with clear quarter packing cube holding liquids going through security at IAD
as usual, my clear quarter packing cube held the liquids i brought onboard.
going through security at IAD (dulles international airport), the clear quarter packing cube got a second look by a security officer as it came through the x-ray machine. he picked it up, looked at it, showed it to another security officer questioning (i imagine) whether this is an acceptable method for sending liquids through the security screening, then sent it along. he didn't say anything to me, and i felt it best not to ask any questions.
this is the first time the bag has attracted attention this way. i always use it to bring my toiletries (which includes liquids) onboard.
Really, anything they can see through and wave their divining rods over ("good liquid ... good liquid ... good liquid ... evil liquid ... good liquid") should be enough. But that's in a sensible, courteous world, rather than the world of the TSA, which is often neither.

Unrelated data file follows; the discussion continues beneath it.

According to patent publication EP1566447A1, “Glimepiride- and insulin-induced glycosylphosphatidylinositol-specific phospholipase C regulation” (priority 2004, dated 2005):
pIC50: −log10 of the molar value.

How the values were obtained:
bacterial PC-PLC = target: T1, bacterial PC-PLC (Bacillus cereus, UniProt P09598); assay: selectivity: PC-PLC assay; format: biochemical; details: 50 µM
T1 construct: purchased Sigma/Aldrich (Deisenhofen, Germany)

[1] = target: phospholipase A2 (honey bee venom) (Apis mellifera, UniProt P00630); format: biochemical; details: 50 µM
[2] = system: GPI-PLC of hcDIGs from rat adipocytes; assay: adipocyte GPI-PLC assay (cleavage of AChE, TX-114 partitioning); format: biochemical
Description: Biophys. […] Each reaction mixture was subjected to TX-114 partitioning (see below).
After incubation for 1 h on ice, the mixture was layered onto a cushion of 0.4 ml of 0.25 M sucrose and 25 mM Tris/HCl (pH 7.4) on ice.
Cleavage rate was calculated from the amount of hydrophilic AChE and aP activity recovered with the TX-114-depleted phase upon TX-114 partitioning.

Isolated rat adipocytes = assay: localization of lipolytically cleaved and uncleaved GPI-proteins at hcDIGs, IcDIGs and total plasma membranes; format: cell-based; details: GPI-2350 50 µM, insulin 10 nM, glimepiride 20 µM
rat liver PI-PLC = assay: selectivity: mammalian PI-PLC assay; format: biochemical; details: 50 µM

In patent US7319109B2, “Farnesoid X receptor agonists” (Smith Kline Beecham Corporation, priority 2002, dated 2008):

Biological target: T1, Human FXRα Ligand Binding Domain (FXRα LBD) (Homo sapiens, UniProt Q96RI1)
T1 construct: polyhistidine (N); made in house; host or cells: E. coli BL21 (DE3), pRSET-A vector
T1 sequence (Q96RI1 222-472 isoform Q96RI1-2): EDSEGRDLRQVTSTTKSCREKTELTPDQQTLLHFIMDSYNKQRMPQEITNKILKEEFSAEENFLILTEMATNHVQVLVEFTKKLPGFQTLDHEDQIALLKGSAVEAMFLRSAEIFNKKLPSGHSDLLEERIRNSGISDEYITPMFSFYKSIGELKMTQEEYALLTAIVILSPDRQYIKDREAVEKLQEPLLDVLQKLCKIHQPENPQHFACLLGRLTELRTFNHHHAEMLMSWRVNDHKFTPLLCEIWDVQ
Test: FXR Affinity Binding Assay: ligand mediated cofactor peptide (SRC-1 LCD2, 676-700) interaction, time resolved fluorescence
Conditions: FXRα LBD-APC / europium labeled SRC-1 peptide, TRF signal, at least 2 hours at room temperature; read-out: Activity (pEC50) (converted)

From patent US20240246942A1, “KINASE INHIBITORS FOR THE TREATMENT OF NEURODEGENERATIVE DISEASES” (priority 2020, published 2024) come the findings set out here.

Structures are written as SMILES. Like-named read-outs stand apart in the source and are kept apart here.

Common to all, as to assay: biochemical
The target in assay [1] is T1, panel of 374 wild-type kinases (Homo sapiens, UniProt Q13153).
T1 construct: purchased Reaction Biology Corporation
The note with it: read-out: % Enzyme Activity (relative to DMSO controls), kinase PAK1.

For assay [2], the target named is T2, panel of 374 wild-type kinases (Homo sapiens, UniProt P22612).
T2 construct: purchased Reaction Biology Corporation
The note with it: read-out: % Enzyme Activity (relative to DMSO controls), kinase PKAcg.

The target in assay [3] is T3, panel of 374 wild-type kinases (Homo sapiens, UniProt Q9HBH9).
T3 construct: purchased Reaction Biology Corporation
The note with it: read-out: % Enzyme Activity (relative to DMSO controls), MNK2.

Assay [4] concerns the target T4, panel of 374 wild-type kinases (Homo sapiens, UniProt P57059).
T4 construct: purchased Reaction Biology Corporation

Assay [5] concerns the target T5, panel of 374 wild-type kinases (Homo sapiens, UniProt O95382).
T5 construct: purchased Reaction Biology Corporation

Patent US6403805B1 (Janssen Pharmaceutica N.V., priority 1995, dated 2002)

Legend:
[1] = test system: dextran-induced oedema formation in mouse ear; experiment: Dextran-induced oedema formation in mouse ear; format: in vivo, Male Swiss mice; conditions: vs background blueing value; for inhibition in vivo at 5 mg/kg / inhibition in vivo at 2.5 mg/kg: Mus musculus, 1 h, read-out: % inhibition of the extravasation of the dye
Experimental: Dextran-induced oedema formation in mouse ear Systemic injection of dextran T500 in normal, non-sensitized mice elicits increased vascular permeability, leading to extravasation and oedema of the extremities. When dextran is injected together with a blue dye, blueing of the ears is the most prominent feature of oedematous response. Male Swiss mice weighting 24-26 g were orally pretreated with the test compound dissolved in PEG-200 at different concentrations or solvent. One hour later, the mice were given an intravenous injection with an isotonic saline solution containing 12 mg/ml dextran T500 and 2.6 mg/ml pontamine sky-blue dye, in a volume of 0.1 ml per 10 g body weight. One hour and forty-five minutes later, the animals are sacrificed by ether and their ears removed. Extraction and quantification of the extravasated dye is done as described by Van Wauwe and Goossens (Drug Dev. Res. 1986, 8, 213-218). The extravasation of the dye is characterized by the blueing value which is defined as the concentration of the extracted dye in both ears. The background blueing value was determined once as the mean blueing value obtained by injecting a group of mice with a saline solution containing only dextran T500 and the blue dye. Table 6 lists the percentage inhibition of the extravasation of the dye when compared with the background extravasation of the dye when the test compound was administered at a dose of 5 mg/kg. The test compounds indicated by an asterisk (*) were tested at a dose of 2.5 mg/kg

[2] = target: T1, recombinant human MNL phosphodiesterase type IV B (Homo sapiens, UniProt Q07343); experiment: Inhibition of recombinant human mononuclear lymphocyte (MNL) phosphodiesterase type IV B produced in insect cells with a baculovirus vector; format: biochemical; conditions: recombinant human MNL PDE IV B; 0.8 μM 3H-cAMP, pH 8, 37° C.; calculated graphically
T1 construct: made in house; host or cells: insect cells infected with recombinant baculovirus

On casual observation, it seems the TSA doesn't get so bent out of shape if it isn't a regulation 1-qt Ziploc bag; I suppose as long as it's clear, and run through by itself (and the amounts are legit), you are passable. But I still use Ziplocs since I'm afraid of meeting the one "Barney Fife" who'll decide to make an example out of me.
I don't like disposable stuff, but ziplocks is all I use, the cheap store brands.
To make matter worse plastic bottle manufacturers do not list the size of their bottles, I like to use my own brand of things.
I though of buying the (expensive) mini version of a brand name product and refilling it all the time with my products, but some are really tiny.
I bought small empty bottles from the local pharmacy that had no size on them. I knew they were less than 100ml, so that was ok. Took them home, worked out that their capacity was about 75ml, and made up some pretend labels for each of the products I needed to take (with my own fake brand name and logo etc) and their capacity clearly labelled on each. Doesn't hurt that I'm a graphic designer so can make them look pretty respectable.
You can use plain coloured paper as I did, and put clear packaging tape over the top to stick them on, or use Avery type adhesive labels that are suitable for getting wet.
No-one questioned my bottles, and over the course of our trip, we went through many checks.
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